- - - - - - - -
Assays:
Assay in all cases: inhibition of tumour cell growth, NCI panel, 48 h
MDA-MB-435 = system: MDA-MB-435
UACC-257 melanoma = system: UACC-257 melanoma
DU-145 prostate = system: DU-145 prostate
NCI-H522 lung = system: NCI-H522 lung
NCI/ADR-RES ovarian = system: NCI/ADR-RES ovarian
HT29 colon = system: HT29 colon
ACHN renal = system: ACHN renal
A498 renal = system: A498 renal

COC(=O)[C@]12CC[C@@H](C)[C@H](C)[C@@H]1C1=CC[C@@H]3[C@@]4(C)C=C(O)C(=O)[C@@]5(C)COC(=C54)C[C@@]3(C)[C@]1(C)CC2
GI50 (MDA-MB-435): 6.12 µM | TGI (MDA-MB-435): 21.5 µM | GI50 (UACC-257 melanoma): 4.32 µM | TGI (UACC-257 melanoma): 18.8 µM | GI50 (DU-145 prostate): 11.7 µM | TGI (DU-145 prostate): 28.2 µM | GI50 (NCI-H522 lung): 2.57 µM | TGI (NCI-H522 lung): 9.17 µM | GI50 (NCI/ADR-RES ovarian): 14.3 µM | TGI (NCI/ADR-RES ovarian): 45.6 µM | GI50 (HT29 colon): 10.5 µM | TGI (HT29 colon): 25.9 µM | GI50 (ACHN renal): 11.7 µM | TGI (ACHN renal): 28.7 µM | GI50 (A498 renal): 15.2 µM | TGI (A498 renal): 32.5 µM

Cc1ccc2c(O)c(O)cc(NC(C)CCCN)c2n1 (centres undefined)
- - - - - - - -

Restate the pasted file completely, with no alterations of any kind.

Assays:
Assay in all cases: inhibition of tumour cell growth, NCI panel, 48 h
MDA-MB-435 = system: MDA-MB-435
UACC-257 melanoma = system: UACC-257 melanoma
DU-145 prostate = system: DU-145 prostate
NCI-H522 lung = system: NCI-H522 lung
NCI/ADR-RES ovarian = system: NCI/ADR-RES ovarian
HT29 colon = system: HT29 colon
ACHN renal = system: ACHN renal
A498 renal = system: A498 renal

COC(=O)[C@]12CC[C@@H](C)[C@H](C)[C@@H]1C1=CC[C@@H]3[C@@]4(C)C=C(O)C(=O)[C@@]5(C)COC(=C54)C[C@@]3(C)[C@]1(C)CC2
GI50 (MDA-MB-435): 6.12 µM | TGI (MDA-MB-435): 21.5 µM | GI50 (UACC-257 melanoma): 4.32 µM | TGI (UACC-257 melanoma): 18.8 µM | GI50 (DU-145 prostate): 11.7 µM | TGI (DU-145 prostate): 28.2 µM | GI50 (NCI-H522 lung): 2.57 µM | TGI (NCI-H522 lung): 9.17 µM | GI50 (NCI/ADR-RES ovarian): 14.3 µM | TGI (NCI/ADR-RES ovarian): 45.6 µM | GI50 (HT29 colon): 10.5 µM | TGI (HT29 colon): 25.9 µM | GI50 (ACHN renal): 11.7 µM | TGI (ACHN renal): 28.7 µM | GI50 (A498 renal): 15.2 µM | TGI (A498 renal): 32.5 µM

Cc1ccc2c(O)c(O)cc(NC(C)CCCN)c2n1 (centres undefined)